Dialogue of values
Religious leaders in many countries around the world have especially close contact with their populations. That is why Germany is increasingly supporting cooperation with them.
Religions reach more people than any other organisations through their networks and places of worship. Furthermore, religious leaders are considered authorities in their countries. That especially applies in poorer countries where churches often enjoy more trust than the state. That is why the German Federal Government views faith communities as a “central reserve of values” with “great creative force”.
However, the enormous influence of church representatives can be a force for both good and bad. They do not automatically show moderation simply because all world religions preach social solidarity. Some religious groups – such as the Islamic State in the Middle East or the Lord‘s Resistance Army in Uganda – promote violence and also apply it themselves. Religious authorities can act “as fire extinguishers or as fire accelerants”, says Federal Development Minister Gerd Müller.
Because their reach is great, however, the Federal Ministry for Economic Cooperation and Development (BMZ) wants to support cooperation with religious actors more often – and in the process “strengthen and gain as partners those who champion peace and tolerance inside religions”. Although the BMZ has previously fallen back on the services of the major churches in Germany, it has not focused on religion itself or cooperation with its representatives in partner countries. This is changing “because we have noticed that we are closing our eyes to a significant actor”, says Bernhard Felmberg of the BMZ.
In the meantime, working together with representatives of different religions, humanist associations and development organisations, the BMZ has developed a strategy for dealing with religious representatives. It is the first strategy of this kind in Germany and is entitled Religions as Partners in Development Cooperation. Among other things, it lists as criteria the willingness to change and respect for human rights. “Finding respective moderate forces as partners here is undoubtedly a challenge. But we believe this effort is worthwhile,” says Felmberg. Several projects are already running: religious leaders are helping to save water in Jordan or issuing fatwas against female genital mutilation in Mauritania. And this, according to statements issued by the BMZ, is only the beginning: engagement with the “factor religion” is to become stronger and more professional.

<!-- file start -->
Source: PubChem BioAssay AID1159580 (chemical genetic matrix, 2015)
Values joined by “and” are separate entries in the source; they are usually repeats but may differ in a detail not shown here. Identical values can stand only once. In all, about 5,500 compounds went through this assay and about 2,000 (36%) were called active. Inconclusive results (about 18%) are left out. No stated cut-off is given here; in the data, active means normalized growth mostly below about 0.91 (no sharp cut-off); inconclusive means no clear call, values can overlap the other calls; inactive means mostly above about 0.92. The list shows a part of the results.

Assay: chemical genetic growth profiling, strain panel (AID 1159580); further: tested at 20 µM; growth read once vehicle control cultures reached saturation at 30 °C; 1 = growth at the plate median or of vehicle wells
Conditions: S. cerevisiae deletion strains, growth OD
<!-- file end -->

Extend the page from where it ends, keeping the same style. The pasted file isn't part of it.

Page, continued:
The great response to the change of policy in 2014 surprised the BMZ: “We really set the ball rolling here,” says Felmberg. That is demonstrated above all by the International Partnership for Religion and Sustainable Development that was founded by the BMZ. In the meantime its membership has grown to over 60 members and partners, including the Development Programme of the United Nations, the World Bank and Islamic Relief.
They are all united by the belief that faith communities must no longer be ignored as partners in the dialogue for development – especially in a world in which religiously motivated extremism produces new horrific headlines almost every day – whether in Barcelona, Berlin or Bagdad, whether against Christians, Muslims or Jews. Counterbalances are required here. And, in the opinion of the BMZ, they can be particularly effective if they come from the religions themselves. “We are living in a world that is influenced by religion,” says Gerd Müller. That is why development cooperation involves more than technology transfer or infrastructure development. The minister is also concerned about a dialogue of values.